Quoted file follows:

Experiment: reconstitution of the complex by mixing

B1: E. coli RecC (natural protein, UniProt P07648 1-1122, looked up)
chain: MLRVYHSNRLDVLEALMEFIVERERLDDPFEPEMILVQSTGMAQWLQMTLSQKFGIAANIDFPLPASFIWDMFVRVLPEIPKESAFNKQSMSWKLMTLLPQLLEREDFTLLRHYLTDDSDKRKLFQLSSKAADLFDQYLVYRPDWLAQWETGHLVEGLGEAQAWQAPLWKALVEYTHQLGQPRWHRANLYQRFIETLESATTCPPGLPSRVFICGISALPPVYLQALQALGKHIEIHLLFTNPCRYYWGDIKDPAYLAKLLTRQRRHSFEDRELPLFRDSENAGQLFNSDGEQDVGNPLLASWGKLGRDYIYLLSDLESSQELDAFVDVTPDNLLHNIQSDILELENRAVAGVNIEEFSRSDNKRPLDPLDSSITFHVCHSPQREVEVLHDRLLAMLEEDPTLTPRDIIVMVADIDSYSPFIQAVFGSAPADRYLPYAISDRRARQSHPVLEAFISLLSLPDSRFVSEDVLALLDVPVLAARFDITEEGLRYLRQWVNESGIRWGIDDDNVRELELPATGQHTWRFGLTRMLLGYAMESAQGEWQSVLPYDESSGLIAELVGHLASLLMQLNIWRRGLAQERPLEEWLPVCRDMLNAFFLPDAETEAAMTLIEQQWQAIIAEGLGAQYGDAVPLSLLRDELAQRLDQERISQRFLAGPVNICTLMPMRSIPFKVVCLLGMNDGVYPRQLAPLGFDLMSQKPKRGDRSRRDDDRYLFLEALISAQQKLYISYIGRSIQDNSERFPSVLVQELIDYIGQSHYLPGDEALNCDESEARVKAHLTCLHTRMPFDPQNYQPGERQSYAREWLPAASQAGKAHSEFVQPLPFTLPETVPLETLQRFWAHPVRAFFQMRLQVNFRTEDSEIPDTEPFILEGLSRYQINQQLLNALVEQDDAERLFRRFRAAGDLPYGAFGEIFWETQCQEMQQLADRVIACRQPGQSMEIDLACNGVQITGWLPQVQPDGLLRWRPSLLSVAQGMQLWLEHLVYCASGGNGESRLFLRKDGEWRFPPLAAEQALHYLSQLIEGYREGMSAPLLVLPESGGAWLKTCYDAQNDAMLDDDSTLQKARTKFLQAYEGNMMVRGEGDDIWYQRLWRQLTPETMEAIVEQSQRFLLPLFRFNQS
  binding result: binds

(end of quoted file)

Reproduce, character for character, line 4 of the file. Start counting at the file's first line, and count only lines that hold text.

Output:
  binding result: binds